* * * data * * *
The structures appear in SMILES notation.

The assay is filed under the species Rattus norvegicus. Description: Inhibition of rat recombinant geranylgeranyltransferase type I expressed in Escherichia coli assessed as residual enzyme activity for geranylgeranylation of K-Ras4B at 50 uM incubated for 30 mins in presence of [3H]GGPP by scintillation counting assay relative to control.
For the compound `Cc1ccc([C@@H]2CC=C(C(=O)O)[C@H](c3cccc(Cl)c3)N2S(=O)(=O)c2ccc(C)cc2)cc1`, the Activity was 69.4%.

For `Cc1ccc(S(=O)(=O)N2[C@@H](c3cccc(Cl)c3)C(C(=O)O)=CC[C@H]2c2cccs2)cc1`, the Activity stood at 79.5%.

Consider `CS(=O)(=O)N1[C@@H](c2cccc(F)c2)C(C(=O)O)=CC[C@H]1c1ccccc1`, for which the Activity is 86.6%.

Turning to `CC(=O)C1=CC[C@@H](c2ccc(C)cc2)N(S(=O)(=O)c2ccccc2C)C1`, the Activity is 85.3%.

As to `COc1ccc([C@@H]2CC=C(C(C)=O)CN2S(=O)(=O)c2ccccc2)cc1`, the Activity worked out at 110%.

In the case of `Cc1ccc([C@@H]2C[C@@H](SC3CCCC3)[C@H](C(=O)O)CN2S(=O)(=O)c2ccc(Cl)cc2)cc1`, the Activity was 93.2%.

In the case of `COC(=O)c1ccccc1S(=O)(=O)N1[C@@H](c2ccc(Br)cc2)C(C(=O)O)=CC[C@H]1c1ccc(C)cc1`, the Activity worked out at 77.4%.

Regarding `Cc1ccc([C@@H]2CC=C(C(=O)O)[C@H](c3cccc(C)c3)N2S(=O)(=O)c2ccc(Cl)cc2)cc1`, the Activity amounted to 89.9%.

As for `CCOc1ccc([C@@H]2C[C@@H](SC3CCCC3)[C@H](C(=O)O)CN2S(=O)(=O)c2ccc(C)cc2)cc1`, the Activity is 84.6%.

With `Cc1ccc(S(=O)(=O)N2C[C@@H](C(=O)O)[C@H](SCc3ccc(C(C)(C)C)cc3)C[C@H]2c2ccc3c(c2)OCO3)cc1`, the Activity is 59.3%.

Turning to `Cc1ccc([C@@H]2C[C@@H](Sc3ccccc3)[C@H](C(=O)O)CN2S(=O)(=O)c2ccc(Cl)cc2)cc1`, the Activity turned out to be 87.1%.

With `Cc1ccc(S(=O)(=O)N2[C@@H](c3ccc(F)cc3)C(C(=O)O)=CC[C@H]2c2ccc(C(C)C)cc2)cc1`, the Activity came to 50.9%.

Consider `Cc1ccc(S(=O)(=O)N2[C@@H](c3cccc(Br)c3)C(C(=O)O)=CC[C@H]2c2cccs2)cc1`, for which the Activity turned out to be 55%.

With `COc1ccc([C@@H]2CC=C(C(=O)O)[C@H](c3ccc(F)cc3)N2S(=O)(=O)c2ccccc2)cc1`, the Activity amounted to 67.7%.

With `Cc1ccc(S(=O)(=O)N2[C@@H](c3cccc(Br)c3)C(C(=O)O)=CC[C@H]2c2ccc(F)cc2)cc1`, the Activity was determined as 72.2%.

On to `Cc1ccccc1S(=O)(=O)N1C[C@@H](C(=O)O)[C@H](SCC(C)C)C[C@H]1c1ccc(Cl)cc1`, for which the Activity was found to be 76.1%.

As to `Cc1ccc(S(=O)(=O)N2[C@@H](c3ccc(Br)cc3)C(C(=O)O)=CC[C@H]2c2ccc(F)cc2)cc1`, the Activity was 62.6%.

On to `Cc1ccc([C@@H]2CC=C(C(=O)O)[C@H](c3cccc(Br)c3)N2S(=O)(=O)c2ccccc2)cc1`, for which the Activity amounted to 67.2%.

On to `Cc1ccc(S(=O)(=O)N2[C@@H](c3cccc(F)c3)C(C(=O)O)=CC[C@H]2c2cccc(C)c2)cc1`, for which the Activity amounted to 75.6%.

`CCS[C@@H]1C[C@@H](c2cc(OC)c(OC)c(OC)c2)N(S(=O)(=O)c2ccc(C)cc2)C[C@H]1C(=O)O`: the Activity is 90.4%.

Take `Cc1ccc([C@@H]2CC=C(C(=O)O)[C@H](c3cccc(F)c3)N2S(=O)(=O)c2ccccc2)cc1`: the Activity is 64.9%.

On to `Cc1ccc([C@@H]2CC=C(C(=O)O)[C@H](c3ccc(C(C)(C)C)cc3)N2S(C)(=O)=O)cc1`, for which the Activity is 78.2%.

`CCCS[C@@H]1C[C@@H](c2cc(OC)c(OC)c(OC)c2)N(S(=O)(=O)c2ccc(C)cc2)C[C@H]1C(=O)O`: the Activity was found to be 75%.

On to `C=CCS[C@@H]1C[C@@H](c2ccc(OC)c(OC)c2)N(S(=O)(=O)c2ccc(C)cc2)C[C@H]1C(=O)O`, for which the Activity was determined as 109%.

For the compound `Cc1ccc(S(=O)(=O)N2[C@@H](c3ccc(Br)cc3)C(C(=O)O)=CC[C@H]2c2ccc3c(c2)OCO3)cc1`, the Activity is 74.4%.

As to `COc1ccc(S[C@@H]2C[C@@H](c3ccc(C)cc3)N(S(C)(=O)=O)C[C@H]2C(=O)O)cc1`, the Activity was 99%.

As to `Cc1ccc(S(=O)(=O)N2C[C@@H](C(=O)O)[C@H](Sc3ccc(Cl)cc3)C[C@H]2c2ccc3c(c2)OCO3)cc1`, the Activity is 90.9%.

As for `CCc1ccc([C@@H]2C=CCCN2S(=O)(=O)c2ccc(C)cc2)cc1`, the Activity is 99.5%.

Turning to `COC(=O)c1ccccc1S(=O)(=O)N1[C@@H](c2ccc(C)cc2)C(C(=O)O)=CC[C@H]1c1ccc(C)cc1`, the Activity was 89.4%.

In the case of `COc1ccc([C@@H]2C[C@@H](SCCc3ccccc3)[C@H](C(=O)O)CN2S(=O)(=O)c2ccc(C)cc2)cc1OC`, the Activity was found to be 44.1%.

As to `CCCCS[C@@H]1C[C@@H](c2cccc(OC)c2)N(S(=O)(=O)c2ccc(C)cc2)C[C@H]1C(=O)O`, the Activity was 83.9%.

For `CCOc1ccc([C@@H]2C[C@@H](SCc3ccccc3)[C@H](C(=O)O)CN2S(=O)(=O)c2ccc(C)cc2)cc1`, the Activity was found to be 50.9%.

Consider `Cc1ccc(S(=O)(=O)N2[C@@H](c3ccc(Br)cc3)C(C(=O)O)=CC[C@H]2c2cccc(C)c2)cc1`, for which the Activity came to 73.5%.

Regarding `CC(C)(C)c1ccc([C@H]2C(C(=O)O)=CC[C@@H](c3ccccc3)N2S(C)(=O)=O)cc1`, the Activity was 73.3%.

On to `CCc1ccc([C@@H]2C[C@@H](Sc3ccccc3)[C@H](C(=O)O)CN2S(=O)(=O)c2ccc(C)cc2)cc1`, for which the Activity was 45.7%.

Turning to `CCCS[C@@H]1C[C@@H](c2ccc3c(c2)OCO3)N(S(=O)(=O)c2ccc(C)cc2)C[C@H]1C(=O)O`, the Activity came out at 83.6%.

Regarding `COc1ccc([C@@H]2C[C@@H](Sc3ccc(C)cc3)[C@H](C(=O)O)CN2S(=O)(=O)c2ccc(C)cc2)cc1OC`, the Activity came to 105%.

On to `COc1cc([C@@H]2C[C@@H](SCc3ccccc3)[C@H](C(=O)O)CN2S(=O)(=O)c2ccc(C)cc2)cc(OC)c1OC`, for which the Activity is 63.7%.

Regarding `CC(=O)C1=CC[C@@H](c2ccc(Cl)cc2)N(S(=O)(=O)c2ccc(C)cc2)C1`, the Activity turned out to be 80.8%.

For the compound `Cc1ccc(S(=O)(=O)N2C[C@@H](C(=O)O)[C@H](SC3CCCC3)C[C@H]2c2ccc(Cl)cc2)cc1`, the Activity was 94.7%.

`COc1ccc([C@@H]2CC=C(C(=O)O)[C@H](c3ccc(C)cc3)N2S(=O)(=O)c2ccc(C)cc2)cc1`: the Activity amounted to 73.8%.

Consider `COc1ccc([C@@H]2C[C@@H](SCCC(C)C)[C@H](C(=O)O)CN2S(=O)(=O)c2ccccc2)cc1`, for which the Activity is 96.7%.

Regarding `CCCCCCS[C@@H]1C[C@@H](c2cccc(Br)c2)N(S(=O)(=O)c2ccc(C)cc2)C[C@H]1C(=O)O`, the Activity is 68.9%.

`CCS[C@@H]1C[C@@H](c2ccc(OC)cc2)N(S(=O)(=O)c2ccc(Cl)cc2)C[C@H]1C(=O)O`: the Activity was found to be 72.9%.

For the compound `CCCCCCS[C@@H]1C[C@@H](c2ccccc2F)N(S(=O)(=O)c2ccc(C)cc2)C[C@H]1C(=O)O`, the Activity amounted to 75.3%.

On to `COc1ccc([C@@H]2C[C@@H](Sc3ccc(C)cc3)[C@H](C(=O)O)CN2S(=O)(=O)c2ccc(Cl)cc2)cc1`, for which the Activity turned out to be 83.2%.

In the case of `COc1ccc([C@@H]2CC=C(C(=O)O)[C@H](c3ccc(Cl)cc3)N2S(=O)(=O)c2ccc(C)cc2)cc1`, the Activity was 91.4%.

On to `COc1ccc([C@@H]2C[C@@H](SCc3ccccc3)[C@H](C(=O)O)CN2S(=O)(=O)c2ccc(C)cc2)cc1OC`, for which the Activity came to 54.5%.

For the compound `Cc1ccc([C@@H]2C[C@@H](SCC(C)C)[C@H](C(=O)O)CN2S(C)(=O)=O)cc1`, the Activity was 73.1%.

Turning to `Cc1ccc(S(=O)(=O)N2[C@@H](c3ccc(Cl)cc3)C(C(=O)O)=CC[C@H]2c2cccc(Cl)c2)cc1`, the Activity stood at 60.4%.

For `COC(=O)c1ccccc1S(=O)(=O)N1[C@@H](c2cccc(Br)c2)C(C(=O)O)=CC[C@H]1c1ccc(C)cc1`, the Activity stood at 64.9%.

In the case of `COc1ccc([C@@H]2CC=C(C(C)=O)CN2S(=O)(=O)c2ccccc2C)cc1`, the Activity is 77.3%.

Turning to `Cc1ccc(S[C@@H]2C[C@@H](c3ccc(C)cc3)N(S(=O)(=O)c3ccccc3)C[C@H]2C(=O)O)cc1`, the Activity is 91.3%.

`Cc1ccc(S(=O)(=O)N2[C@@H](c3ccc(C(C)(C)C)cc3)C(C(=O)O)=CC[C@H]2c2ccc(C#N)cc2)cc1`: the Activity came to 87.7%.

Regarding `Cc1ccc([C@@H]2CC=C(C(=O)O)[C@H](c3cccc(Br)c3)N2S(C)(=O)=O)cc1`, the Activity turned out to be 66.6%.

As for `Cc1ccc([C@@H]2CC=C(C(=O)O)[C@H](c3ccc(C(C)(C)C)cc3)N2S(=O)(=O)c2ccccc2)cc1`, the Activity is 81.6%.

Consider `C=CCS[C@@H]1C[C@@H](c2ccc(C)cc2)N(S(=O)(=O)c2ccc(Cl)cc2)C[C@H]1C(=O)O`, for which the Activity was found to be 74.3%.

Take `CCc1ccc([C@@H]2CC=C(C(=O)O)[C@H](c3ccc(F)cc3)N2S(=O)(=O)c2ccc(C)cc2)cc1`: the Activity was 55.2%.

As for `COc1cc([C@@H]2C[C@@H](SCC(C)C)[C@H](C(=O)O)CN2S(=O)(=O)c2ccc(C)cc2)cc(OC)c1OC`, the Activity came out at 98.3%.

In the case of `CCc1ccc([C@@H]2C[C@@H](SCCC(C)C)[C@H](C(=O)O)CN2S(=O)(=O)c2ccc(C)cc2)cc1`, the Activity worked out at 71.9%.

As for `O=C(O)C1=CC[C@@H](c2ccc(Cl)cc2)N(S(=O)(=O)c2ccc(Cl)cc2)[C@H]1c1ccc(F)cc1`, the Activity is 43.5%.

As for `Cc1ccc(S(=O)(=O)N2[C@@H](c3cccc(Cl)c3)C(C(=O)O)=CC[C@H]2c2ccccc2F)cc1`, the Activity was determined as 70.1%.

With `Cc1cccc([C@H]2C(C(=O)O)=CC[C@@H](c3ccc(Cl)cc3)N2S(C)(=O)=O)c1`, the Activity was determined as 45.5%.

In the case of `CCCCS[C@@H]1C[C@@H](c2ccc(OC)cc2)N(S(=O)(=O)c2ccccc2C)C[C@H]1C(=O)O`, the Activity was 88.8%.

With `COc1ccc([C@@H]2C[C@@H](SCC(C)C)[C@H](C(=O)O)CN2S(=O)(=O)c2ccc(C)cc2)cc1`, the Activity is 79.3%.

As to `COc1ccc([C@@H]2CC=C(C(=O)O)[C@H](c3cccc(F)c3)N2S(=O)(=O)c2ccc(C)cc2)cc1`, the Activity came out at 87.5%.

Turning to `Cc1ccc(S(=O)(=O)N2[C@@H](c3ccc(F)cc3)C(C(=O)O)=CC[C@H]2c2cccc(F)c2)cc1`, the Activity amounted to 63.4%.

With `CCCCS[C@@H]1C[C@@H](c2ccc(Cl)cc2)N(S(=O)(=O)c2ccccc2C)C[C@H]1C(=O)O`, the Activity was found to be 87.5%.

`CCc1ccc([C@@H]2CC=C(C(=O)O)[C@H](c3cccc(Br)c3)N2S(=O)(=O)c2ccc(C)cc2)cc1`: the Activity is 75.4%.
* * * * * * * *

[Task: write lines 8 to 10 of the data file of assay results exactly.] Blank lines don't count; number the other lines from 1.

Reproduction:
In the case of `Cc1ccc([C@@H]2C[C@@H](SC3CCCC3)[C@H](C(=O)O)CN2S(=O)(=O)c2ccc(Cl)cc2)cc1`, the Activity was 93.2%.

In the case of `COC(=O)c1ccccc1S(=O)(=O)N1[C@@H](c2ccc(Br)cc2)C(C(=O)O)=CC[C@H]1c1ccc(C)cc1`, the Activity worked out at 77.4%.

Regarding `Cc1ccc([C@@H]2CC=C(C(=O)O)[C@H](c3cccc(C)c3)N2S(=O)(=O)c2ccc(Cl)cc2)cc1`, the Activity amounted to 89.9%.